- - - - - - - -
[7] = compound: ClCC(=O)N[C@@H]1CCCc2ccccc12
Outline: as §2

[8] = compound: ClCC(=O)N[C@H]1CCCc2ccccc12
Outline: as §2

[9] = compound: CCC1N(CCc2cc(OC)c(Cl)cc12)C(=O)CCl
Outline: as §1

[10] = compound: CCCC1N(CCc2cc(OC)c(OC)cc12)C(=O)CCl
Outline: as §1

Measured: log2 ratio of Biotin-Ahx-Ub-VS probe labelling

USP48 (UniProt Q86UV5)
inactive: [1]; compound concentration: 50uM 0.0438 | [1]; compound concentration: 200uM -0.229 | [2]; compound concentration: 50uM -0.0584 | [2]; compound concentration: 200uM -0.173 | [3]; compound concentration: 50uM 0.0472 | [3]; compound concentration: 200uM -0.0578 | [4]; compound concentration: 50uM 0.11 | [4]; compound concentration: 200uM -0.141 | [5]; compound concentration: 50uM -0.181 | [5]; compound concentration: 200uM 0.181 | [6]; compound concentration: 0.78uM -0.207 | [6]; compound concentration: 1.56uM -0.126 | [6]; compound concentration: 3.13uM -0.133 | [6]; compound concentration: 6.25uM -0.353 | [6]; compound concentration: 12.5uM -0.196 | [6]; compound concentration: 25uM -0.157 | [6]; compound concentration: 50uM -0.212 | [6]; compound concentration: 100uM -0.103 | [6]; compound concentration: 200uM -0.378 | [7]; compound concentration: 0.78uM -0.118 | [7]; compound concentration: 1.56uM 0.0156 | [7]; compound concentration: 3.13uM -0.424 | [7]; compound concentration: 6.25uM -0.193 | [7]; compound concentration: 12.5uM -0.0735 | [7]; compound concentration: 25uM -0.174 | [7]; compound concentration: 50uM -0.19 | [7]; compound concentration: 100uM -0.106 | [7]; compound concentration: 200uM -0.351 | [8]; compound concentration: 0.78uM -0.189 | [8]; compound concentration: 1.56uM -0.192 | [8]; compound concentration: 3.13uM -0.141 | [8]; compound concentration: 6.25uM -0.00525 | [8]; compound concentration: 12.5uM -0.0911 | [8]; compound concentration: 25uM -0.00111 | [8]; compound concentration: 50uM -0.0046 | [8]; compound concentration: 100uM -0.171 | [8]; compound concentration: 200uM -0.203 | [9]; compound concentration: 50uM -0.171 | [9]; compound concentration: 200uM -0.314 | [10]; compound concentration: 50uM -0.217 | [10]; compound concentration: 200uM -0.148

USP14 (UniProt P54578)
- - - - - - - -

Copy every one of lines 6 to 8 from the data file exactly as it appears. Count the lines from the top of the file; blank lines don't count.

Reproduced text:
Outline: as §1

[10] = compound: CCCC1N(CCc2cc(OC)c(OC)cc12)C(=O)CCl
Outline: as §1